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OJJDP News @ a Glance March 2024

News In Brief

Youth and Community Involvement Crucial to Justice Transformation, Administrator Liz Ryan Says

OJJDP Administrator Liz Ryan underscored the importance of "targeted programs, informed policies, and lots of partnerships" in remarks given on March 18 at the National Conference on Juvenile Justice in Cleveland, OH. Sponsored by the National Council of Juvenile and Family Court Judges, the annual conference is intended for professionals working to improve the child welfare and juvenile justice systems.

Administrator Ryan spoke enthusiastically about progress toward a more responsive and equitable youth justice system. Continuums of care will promote that momentum and should be one of the field’s first areas of focus, she said.

"If we want to keep young people in their communities, with their families, we need to ensure that communities have a broad array of youth justice programs and services to meet the needs of different populations," the Administrator said. Youth at risk for delinquency need prevention programs, while intervention programs help disrupt system involvement, and targeted reentry programs assist youth transitioning back to the community. 

Several OJJDP senior policy advisors offered workshops. Julia Alanen participated in Achieving Debt Free Justice: New Federal Guidance and Your Role in Eliminating Harmful Fees/Fines, speaking about recent Justice Department guidance on court-imposed fines and fees. Such costs often lead to debt for families and exacerbate inequities and youth recidivism. The Justice Department guidance instructs courts to automatically presume that justice-involved youth are indigent and unable to pay fines and fees.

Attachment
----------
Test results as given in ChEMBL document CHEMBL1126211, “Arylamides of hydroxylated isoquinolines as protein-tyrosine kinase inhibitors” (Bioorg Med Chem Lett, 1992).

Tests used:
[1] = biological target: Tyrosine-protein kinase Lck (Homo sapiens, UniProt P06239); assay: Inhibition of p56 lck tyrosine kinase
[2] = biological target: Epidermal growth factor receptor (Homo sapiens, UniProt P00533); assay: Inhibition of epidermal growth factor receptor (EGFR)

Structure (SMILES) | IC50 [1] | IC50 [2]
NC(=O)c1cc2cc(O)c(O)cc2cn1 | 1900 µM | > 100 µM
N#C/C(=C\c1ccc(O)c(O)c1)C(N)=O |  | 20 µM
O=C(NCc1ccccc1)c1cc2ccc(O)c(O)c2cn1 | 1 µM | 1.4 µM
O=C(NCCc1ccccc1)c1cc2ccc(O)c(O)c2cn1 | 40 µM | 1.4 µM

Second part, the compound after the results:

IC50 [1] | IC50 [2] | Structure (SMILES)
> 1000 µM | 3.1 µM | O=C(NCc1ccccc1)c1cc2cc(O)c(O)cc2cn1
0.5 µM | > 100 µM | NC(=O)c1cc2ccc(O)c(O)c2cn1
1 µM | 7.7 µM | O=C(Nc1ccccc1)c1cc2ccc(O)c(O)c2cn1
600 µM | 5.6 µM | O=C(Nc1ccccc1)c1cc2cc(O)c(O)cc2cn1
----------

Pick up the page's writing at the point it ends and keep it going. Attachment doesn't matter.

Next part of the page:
In Youth Crime Trends: What Do the Data and Research Tell Us for Policy Implications?, Andrea Coleman presented research and data on trends in youth crime from the last 30 years, how such trends impact policy, and strategies that have contributed to decreases in youth crime. She was joined by Charles Puzzanchera, senior research associate from the National Center for Juvenile Justice.

During A Continuum of Care Approach to Effectively Serving High Risk Youth and their Families, Scott Pestridge spoke about OJJDP’s continuum of care framework for serving families and youth. Mr. Pestridge also presented OJJDP’s Preventing Youth Hate Crimes and Identity-Based Bullying initiative during a session titled, Preventing Youth Hate Crimes and Identity-Based Bullying: A Compendium of OJJDP Resources and Strategies. He was joined by Lisa Jones, a research professor of psychology from the University of New Hampshire’s Crimes against Children Research Center, whose research on hate crimes by youth was funded by the National Institute of Justice.


OJJDP’s Fiscal Year 2024 Funding Season Opens

OJJDP has released the first of its funding opportunities for fiscal year (FY) 2024, with more to be announced in the coming weeks. The Office awards competitive grants to states, localities, Tribal jurisdictions, and organizations to protect children, prevent and respond to delinquent behavior by youth, and transform the juvenile justice system. The FY 2024 grants will benefit diverse youth populations, including those at risk for victimization and juvenile justice system involvement, young people returning to their communities after confinement, those affected by the opioid epidemic and substance misuse, and youth from Tribal communities.